I had volunteered to help do spring clean-up work at a Christian camp in the Front Range of the Rockies near Boulder, Co in preparation for the summer camping season. It was an exhausting day. We moved rocks and logs and what felt like mountains…no pun intended. I plopped into my Jeep Cherokee at the end of the day and began the 20 mile trip back down the mountain to my home in Boulder.
When I came around a bend on the road, there was a young girl reaching out her hand as if to try to wave down my car for help. My first thought was that she was using one of her arms to hold up the other as she reached out, but I couldn’t be sure since I only got a quick glimpse of her as I sped by.
In the five seconds immediately after I passed her, I had a conversation with myself. Several thoughts raced through my mind.
First I thought, I am exhausted, all I want to do is get home. Helping this person would probably take a lot more time. Haven’t I done enough for God today?
Then I thought, what if it’s a scam. What if when I stop to help, someone jumps out of the bushes, hijacks my car and murders me?
I also thought, she seemed somewhat attractive. What if someone who knows me as a pastor, and passing by, sees me pick her up and accuses me of an indiscretion? Or what if she, herself, accused me of something?
In addition, I thought, this is a busy road. Someone else is bound to stop and help her. I shouldn’t feel as though I am her only alternative.
All of these thoughts flashed through my mind in five seconds. The last one however was the one that prevailed. I thought; God wanted me to stop.
I have to be honest, when God’s desire got through, I didn’t rejoice. I didn’t do flips and say “Oh goodie. I get to hear and obey God’s will.” Instead, I groaned, right out loud. I didn’t want to stop. I wanted to get home.
Amidst my groan I pulled the car to the side of the road and came to a halt. I put my Jeep Cherokee in reverse and backed it up to where the girl was. By the time I got there she was she was sitting on the ground and looked to be in great pain.
I exited my vehicle and asked, “What happened?”
With a weepy voice she answered, “My bike hit the loose gravel on the side of the road. The wheels went out from under me and I fell into the ditch. I must have been going twenty or thirty miles per hour. I hit the ground really hard. I think my arm is broken.”
I looked at her left arm and there was no question about that. She had scrapes all over her arms and legs as well. I also looked at her bike and it was out of commission with two bent wheels.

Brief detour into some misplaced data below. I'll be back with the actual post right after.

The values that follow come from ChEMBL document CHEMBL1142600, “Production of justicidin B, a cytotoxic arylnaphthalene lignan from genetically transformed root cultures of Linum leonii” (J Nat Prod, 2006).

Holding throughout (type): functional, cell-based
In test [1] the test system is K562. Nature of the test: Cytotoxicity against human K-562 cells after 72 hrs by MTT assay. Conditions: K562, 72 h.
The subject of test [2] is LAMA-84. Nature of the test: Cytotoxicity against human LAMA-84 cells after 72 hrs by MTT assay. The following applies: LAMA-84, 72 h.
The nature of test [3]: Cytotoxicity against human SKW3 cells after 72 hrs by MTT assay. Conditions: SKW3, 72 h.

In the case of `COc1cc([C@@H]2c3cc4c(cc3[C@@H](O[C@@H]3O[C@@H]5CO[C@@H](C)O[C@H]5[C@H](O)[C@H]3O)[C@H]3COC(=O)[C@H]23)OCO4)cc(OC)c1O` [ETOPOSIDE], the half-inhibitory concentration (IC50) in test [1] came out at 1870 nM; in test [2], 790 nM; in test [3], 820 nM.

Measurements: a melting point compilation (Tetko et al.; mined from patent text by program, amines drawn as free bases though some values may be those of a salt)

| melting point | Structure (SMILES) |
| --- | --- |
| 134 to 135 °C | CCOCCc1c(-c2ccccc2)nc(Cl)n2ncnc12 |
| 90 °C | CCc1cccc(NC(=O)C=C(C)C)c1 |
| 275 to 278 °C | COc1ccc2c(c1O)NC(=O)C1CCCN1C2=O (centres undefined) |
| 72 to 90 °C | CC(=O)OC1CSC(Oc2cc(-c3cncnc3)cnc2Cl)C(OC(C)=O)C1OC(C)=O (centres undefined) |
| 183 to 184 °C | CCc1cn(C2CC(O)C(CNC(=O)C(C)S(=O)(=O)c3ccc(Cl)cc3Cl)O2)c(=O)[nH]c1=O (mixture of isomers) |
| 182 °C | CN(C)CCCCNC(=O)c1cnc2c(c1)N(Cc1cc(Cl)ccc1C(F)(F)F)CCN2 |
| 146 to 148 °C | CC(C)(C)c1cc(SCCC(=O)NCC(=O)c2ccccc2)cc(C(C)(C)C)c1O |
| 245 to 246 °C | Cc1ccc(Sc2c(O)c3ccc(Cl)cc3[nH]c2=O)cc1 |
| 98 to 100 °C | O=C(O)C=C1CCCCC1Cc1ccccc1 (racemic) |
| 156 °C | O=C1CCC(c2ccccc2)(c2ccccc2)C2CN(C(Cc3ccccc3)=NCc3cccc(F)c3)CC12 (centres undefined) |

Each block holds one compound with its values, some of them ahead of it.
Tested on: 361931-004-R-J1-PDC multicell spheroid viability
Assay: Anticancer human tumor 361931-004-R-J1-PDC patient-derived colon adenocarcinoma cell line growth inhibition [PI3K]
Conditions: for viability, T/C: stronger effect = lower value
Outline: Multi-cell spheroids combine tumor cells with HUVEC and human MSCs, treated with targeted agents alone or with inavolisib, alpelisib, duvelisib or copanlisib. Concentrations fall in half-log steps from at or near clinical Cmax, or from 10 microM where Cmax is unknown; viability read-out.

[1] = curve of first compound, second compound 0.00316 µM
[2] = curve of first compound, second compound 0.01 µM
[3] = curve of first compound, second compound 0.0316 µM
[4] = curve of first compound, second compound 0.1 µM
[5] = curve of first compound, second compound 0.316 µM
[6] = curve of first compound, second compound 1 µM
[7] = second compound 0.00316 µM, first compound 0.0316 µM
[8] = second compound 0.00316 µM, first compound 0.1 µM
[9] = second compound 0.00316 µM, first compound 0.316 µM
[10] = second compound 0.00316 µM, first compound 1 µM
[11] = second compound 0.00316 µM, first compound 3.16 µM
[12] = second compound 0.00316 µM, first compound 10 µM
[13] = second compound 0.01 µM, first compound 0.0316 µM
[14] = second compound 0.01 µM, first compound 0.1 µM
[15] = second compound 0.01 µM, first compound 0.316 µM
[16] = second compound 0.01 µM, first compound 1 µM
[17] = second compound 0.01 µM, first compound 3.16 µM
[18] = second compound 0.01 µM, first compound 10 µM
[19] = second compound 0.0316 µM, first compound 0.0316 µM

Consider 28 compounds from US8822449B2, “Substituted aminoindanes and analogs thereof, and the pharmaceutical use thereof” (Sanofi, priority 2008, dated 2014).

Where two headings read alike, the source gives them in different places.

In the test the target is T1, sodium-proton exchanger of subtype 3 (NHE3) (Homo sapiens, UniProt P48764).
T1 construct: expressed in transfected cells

She said, “I have been here for about half an hour. I’ve been trying to wave someone down but I have had trouble standing up and no one could see me from the ditch. Finally when I was able to stand, I had trouble getting people’s attention because I had to hold myself with my good arm but couldn’t hold the broken one out by itself. When you came by I mustered the strength to stand without holding myself up, so I was able to hold my bad arm up with my good one. Thank you so much for stopping to help. I was beginning to think no one else would.”
As she described her dilemma the shame in my heart just kept building. I helped her into my jeep and put her bike in the back. All the rest of the way down the mountain, in between bits of conversation I was having with her, I repented before the Lord.
I said, “Lord what a wretched man I am. Please forgive me for my selfishness.”
Per her request, I left her off at her house and leaned her broken down bike up against the porch. She felt it would be wise for someone else to take her to the hospital so she would have a ride home after they set her arm.
I found out that day that I have a little “Levite” in me. Much like the Levite in the story of the Good Samaritan, I was a nanosecond away from leaving that injured girl on the side of the road to fend for herself.
In reply Jesus said: “A man was going down from Jerusalem to Jericho, when he was attacked by robbers. They stripped him of his clothes, beat him and went away, leaving him half dead. A priest happened to be going down the same road, and when he saw the man, he passed by on the other side. So too, a Levite, when he came to the place and saw him, passed by on the other side. But a Samaritan, as he traveled, came where the man was; and when he saw him, he took pity on him. He went to him and bandaged his wounds, pouring on oil and wine. Then he put the man on his own donkey, brought him to an inn and took care of him. The next day he took out two denarii and gave them to the innkeeper. ‘Look after him,’ he said, ‘and when I return, I will reimburse you for any extra expense you may have.’ Which of these three do you think was a neighbor to the man who fell into the hands of robbers?” The expert in the law replied, “The one who had mercy on him.” Jesus told him, “Go and do likewise.” — Luke 10: 30-37
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